Lectionary Commentary

November 1, 2009
31st Sunday in Ordinary Time
Proper 26

Commentary by Bruce G. Epperly

See also: [Year B Archive]


Ruth 1:1-18
Psalm 146
Hebrews 9:11-14
Mark 12:28-34

Today’s passages focus on divine and human fidelity. Faithfulness is an all-season spiritual virtue, encompassing moments of celebration and tragedy, intimacy and alienation. When we are most vulnerable—and, in fact, all of us are always both secure and vulnerable—we need to know that we will not abandoned by those upon whom we depend. We need to know that God is faithful in both life and death; and that God will not abandon us, despite our failings, even in at the moment of death. Though variable in its infinite expressions, divine and human faithfulness is constant in its care and affirmation.

When our twenty-eight year old son was diagnosed with a rare form of cancer, I was sustained by two hymns that I chanted over and over as I took my morning walk in the Georgetown (Washingto,n D.C.) neighborhood near his home and the hospital where he was being treated. The first was a cry of help, born of my parental anxiety and fear.

            Lord, have mercy upon us.
            Christ, have mercy upon us.
            Lord, have mercy upon us.

The second reflected my sense of God’s nearness a care.

            Great is your faithfulness, O God Creator,
            With you no shadow of turning we see.
            You do not change, your compassions they fail not;
            All of your goodness forever will be.

            Great is your faithfulness, Great is your faithfulness,
            Morning by morning, new mercies I see;
            All I have needed your hand has provided,
            Great is your faithfulness, God unto me.

These pre-dawn hymns, along with daily meditation, spiritual affirmations, and the prayers of countless people, sustained me spiritually and enabled me to support my son, his wife, and my own wife, during this time of uncertainty, fear, and trembling. I discovered the meaning of “all I have needed, God’s hand has provided” in the strength I received from friends and ever-flowing stream of inner resources provided by an ever-resourceful God. (For more on the role of spiritual affirmations in personal and social transformation, see Epperly, Holy Adventure: Forty One Days of Audacious Living, Upper Room, 2008.)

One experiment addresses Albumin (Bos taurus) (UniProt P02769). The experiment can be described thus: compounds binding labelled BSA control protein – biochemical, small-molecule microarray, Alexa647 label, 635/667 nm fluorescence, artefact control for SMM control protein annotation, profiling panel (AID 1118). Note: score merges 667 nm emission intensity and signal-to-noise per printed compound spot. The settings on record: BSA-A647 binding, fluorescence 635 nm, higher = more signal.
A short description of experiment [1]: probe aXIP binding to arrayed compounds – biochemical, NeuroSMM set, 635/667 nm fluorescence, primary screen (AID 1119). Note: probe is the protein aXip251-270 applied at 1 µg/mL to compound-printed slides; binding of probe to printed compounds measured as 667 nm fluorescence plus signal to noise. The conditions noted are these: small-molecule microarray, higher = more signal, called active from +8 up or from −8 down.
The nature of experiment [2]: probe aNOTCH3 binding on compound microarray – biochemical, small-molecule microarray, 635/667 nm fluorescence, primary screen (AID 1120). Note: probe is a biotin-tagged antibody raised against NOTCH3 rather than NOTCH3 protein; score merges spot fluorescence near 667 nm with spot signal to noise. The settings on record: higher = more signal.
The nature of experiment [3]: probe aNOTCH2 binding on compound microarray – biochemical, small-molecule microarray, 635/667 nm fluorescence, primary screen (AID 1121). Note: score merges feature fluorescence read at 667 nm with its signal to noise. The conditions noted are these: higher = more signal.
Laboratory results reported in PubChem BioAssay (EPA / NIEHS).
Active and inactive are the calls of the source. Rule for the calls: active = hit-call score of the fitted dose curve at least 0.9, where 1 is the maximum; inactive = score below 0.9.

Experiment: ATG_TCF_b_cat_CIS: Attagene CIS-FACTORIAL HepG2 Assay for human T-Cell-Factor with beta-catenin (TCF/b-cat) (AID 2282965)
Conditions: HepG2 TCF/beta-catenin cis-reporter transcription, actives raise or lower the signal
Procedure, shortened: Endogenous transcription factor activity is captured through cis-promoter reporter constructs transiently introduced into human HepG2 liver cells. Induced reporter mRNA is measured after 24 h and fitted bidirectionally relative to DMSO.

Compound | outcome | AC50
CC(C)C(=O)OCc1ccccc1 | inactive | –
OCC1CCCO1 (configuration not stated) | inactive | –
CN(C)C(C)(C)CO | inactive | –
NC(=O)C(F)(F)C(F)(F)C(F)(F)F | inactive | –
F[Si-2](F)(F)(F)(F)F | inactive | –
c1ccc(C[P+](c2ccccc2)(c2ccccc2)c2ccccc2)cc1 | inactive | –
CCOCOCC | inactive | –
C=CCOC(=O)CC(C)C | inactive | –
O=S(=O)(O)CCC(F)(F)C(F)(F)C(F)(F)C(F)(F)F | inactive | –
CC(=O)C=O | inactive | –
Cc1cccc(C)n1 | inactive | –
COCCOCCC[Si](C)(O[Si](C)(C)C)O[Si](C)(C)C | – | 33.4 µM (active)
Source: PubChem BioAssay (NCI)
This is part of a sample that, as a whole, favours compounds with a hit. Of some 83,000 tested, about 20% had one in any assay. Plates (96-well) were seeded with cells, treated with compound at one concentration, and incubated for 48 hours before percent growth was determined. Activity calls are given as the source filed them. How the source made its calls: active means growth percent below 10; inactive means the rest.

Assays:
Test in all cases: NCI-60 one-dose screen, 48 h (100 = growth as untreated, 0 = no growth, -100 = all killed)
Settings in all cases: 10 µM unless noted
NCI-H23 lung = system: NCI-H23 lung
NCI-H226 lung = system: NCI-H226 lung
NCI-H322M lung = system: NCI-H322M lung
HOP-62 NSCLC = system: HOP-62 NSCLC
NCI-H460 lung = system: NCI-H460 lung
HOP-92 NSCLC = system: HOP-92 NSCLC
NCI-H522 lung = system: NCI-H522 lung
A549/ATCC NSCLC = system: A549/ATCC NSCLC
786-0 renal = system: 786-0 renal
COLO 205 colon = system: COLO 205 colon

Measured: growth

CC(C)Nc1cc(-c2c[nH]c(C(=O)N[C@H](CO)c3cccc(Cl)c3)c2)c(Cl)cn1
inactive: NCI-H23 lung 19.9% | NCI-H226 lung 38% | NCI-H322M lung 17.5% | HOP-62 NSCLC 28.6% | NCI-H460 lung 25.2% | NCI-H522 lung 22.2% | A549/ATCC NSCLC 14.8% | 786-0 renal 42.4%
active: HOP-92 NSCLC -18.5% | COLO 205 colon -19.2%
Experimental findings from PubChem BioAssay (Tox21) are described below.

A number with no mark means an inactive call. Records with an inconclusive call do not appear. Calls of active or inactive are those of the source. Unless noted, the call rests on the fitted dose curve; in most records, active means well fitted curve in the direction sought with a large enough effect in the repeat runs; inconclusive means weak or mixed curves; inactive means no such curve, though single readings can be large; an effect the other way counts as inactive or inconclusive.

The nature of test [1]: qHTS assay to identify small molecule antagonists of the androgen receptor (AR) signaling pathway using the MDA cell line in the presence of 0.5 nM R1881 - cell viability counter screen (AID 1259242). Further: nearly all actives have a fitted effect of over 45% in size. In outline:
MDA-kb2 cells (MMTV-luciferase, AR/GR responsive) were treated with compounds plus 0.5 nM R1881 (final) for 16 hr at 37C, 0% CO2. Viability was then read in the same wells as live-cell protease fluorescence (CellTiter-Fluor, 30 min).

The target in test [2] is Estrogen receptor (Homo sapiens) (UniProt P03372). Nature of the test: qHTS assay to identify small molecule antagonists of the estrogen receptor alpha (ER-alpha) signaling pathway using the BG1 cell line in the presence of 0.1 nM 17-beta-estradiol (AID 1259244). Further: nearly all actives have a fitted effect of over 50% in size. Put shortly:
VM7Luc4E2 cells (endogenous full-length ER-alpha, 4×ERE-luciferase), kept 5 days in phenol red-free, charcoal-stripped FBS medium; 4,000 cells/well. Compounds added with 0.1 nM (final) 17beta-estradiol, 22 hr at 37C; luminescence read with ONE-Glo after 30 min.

The story of Ruth portrays the faithfulness that gives life and brings beauty to relationships throughout our lifespan. When Naomi bids her farewell and offers her the opportunity to return to her own family, Ruth proclaims in word and deed her faithfulness, despite the fact that fidelity to her mother-in-law demands leaving her homeland to go a world of strangers.

            Where you go, I will go; where you lodge, I will lodge;
            Your people shall be my people, and your God shall be my God.

This is the heart of human fidelity, the ties that bind families, churches, and holy relationships of all kinds. This sense of fidelity is captured by singer-songwriter Carrie Newcomer’s song, “I’ll Go Too”:
           
            I’ll go too, I’ll go too,
            That’s what he’d say, that’s what she’ll do.
            Don’t go alone, I’ll walk with you.
            I’ll go too.

Psalm 146 captures this same fidelity in light of God’s relationship with us. God is praiseworthy not because of God’s power, but because God sustains us, especially when we’re vulnerable and marginalized. God’s love is universal, but also personal. A personal God embraces the wealthy and powerful, but carefully watches over the oppressed, the hungry, and the disabled as well as widows, orphans, and prisoners. God is not passive or impartial in God’s relationship to humanity, but, according to the Psalm, “executes justice for the oppressed…sets the prisoners free…gives food to the hungry…loves the righteous…upholds the orphan and widow.” While God cares for all, God challenges injustice and marginalization. Divine knowledge is never “objective” or “dispassionate,” but shaped by God’s desire that all creatures have abundant life, most especially those who have missed out on life’s bounty.
 
Psalm 146 and the story of Ruth join in common voice:  Ruth’s husband and mother-in-law were refugees, coming to Moab to escape starvation; now, Ruth will be a stranger in a strange land. Yet, God will provide. God’s faithfulness is not limited by the boundaries of nation or ethnicity.

“God keeps faith forever.” God will not abandon us, despite the challenges of finances, failure, and imperfection. “Forever” encompasses life and death: the God who loved us into life will not abandon us at the moment of death; God will not automatically cease to love us when we die, but will continue to work in our lives in the adventure beyond the grave. A God who loves forever will not give up on any creature until it finds its way back to the divine embrace.